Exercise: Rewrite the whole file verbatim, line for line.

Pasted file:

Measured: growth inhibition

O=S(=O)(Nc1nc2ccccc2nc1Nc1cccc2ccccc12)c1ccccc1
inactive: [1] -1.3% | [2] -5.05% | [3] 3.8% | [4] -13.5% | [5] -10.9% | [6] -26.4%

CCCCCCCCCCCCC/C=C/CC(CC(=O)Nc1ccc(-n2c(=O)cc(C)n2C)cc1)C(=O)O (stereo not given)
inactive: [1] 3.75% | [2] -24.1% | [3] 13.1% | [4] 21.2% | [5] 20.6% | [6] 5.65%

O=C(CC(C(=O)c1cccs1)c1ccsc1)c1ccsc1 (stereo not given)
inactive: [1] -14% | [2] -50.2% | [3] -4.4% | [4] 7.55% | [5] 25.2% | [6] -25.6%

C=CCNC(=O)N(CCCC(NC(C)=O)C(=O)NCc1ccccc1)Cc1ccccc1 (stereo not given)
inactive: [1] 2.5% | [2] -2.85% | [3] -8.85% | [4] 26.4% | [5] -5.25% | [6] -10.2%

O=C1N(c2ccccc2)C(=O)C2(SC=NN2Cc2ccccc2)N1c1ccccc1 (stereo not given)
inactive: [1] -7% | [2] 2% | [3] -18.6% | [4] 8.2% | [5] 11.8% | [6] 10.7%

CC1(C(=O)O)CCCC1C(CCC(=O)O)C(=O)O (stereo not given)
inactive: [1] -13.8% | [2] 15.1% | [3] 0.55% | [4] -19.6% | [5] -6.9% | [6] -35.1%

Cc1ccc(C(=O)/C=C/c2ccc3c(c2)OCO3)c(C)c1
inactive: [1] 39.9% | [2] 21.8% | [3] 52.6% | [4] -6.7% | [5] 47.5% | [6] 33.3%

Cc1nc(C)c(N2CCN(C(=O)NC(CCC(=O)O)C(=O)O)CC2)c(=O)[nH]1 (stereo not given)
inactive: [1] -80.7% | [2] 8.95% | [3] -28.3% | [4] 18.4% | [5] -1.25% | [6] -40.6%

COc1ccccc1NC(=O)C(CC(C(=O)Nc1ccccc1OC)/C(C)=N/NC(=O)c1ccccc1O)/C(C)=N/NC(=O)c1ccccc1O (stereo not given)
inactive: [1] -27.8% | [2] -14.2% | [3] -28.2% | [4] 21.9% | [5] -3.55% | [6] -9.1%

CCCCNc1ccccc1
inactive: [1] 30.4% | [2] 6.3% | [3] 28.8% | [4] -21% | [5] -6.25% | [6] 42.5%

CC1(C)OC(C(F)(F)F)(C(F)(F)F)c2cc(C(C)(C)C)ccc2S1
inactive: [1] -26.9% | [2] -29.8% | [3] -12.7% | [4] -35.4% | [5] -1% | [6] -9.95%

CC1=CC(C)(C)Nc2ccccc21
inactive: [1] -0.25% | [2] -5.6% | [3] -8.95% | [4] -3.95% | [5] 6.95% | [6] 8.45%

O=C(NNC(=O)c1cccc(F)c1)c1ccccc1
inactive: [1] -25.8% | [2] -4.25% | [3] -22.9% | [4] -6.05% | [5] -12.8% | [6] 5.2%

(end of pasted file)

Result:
Measured: growth inhibition

O=S(=O)(Nc1nc2ccccc2nc1Nc1cccc2ccccc12)c1ccccc1
inactive: [1] -1.3% | [2] -5.05% | [3] 3.8% | [4] -13.5% | [5] -10.9% | [6] -26.4%

CCCCCCCCCCCCC/C=C/CC(CC(=O)Nc1ccc(-n2c(=O)cc(C)n2C)cc1)C(=O)O (stereo not given)
inactive: [1] 3.75% | [2] -24.1% | [3] 13.1% | [4] 21.2% | [5] 20.6% | [6] 5.65%

O=C(CC(C(=O)c1cccs1)c1ccsc1)c1ccsc1 (stereo not given)
inactive: [1] -14% | [2] -50.2% | [3] -4.4% | [4] 7.55% | [5] 25.2% | [6] -25.6%

C=CCNC(=O)N(CCCC(NC(C)=O)C(=O)NCc1ccccc1)Cc1ccccc1 (stereo not given)
inactive: [1] 2.5% | [2] -2.85% | [3] -8.85% | [4] 26.4% | [5] -5.25% | [6] -10.2%

O=C1N(c2ccccc2)C(=O)C2(SC=NN2Cc2ccccc2)N1c1ccccc1 (stereo not given)
inactive: [1] -7% | [2] 2% | [3] -18.6% | [4] 8.2% | [5] 11.8% | [6] 10.7%

CC1(C(=O)O)CCCC1C(CCC(=O)O)C(=O)O (stereo not given)
inactive: [1] -13.8% | [2] 15.1% | [3] 0.55% | [4] -19.6% | [5] -6.9% | [6] -35.1%

Cc1ccc(C(=O)/C=C/c2ccc3c(c2)OCO3)c(C)c1
inactive: [1] 39.9% | [2] 21.8% | [3] 52.6% | [4] -6.7% | [5] 47.5% | [6] 33.3%

Cc1nc(C)c(N2CCN(C(=O)NC(CCC(=O)O)C(=O)O)CC2)c(=O)[nH]1 (stereo not given)
inactive: [1] -80.7% | [2] 8.95% | [3] -28.3% | [4] 18.4% | [5] -1.25% | [6] -40.6%

COc1ccccc1NC(=O)C(CC(C(=O)Nc1ccccc1OC)/C(C)=N/NC(=O)c1ccccc1O)/C(C)=N/NC(=O)c1ccccc1O (stereo not given)
inactive: [1] -27.8% | [2] -14.2% | [3] -28.2% | [4] 21.9% | [5] -3.55% | [6] -9.1%

CCCCNc1ccccc1
inactive: [1] 30.4% | [2] 6.3% | [3] 28.8% | [4] -21% | [5] -6.25% | [6] 42.5%

CC1(C)OC(C(F)(F)F)(C(F)(F)F)c2cc(C(C)(C)C)ccc2S1
inactive: [1] -26.9% | [2] -29.8% | [3] -12.7% | [4] -35.4% | [5] -1% | [6] -9.95%

CC1=CC(C)(C)Nc2ccccc21
inactive: [1] -0.25% | [2] -5.6% | [3] -8.95% | [4] -3.95% | [5] 6.95% | [6] 8.45%

O=C(NNC(=O)c1cccc(F)c1)c1ccccc1
inactive: [1] -25.8% | [2] -4.25% | [3] -22.9% | [4] -6.05% | [5] -12.8% | [6] 5.2%